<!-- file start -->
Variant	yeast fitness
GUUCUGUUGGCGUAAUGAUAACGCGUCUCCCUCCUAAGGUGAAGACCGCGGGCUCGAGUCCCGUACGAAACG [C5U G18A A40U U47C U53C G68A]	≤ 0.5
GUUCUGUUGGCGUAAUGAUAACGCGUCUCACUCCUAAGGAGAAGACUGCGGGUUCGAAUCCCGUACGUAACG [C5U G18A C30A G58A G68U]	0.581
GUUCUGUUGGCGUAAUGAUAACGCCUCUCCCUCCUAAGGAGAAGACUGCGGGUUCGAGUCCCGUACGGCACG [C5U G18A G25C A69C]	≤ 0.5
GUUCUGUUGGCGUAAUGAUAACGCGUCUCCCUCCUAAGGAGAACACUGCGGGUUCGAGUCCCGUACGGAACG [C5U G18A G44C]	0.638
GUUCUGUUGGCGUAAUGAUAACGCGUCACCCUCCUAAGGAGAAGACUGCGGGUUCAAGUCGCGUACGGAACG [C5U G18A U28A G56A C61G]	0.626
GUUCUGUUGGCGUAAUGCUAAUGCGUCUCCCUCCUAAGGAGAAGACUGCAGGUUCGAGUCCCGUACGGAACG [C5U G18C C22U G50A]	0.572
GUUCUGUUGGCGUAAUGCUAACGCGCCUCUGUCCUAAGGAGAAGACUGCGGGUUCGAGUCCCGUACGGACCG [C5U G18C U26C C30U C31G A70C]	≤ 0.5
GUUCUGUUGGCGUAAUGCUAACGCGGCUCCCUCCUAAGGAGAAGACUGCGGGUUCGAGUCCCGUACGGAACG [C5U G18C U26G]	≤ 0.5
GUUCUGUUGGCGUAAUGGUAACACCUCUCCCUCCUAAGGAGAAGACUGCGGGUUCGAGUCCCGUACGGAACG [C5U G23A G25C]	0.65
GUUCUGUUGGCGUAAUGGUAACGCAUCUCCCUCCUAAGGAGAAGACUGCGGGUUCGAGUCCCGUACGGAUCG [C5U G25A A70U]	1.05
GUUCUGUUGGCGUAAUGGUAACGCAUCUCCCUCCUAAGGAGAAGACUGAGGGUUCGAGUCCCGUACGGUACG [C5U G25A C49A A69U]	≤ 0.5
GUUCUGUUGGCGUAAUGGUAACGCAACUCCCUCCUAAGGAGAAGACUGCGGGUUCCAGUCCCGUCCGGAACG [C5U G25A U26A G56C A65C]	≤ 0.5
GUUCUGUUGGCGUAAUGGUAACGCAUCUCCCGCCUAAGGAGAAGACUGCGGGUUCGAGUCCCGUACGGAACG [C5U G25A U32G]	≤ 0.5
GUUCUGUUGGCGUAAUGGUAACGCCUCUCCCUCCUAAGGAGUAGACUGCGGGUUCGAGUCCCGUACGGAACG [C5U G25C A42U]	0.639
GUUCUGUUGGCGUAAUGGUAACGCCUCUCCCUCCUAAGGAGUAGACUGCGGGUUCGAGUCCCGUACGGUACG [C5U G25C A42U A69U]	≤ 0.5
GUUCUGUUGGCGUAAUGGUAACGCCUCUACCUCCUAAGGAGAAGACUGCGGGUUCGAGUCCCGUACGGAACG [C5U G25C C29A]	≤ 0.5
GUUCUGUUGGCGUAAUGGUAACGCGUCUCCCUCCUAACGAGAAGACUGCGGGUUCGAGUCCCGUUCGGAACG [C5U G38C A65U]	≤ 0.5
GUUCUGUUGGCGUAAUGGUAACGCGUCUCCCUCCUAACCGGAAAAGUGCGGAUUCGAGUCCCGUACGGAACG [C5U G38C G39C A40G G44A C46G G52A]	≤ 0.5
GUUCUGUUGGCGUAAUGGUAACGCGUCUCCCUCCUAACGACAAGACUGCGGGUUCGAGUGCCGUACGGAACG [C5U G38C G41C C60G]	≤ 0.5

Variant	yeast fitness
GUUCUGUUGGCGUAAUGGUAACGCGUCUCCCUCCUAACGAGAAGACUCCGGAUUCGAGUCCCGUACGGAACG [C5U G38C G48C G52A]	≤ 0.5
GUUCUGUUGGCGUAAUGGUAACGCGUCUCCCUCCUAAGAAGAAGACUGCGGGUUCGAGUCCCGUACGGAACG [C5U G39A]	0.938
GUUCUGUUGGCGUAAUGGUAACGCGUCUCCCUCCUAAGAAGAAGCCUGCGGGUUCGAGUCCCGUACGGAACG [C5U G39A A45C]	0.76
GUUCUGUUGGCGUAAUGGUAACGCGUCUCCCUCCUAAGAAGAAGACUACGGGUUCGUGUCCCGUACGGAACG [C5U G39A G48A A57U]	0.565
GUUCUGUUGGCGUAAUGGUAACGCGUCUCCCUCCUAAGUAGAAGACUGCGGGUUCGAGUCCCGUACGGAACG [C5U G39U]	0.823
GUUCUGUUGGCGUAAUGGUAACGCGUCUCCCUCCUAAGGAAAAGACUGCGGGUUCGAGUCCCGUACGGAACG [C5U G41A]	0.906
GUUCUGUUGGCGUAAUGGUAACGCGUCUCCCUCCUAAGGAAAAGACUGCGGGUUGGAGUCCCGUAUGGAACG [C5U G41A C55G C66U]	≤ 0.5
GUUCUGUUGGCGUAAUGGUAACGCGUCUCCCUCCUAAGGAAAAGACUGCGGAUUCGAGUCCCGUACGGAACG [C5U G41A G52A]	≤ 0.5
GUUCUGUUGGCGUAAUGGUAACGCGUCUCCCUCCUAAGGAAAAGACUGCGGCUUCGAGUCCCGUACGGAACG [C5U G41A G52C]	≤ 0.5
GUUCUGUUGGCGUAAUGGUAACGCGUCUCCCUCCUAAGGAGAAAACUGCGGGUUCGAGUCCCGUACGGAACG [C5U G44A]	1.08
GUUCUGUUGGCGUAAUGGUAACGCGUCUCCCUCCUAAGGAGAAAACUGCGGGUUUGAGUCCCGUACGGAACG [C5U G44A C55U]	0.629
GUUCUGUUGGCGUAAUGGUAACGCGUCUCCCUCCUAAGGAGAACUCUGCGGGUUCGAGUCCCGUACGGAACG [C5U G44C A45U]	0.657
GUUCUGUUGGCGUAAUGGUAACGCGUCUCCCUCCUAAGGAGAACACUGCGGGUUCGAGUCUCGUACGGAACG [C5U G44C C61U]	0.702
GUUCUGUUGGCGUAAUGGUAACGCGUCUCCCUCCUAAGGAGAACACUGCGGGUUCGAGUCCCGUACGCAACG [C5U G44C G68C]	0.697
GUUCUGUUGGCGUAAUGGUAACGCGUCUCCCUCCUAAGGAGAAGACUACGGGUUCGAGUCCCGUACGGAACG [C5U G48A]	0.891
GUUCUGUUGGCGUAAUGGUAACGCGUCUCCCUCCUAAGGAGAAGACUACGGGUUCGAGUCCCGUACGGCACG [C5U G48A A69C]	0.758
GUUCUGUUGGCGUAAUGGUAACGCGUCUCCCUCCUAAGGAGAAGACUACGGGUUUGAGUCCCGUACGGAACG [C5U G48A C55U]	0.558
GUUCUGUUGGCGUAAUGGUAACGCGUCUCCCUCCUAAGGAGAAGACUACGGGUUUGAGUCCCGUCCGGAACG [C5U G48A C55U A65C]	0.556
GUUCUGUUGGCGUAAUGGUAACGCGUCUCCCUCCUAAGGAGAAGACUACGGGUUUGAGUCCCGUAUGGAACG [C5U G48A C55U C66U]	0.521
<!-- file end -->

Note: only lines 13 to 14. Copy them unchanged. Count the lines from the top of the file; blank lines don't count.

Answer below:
GUUCUGUUGGCGUAAUGGUAACGCAACUCCCUCCUAAGGAGAAGACUGCGGGUUCCAGUCCCGUCCGGAACG [C5U G25A U26A G56C A65C]	≤ 0.5
GUUCUGUUGGCGUAAUGGUAACGCAUCUCCCGCCUAAGGAGAAGACUGCGGGUUCGAGUCCCGUACGGAACG [C5U G25A U32G]	≤ 0.5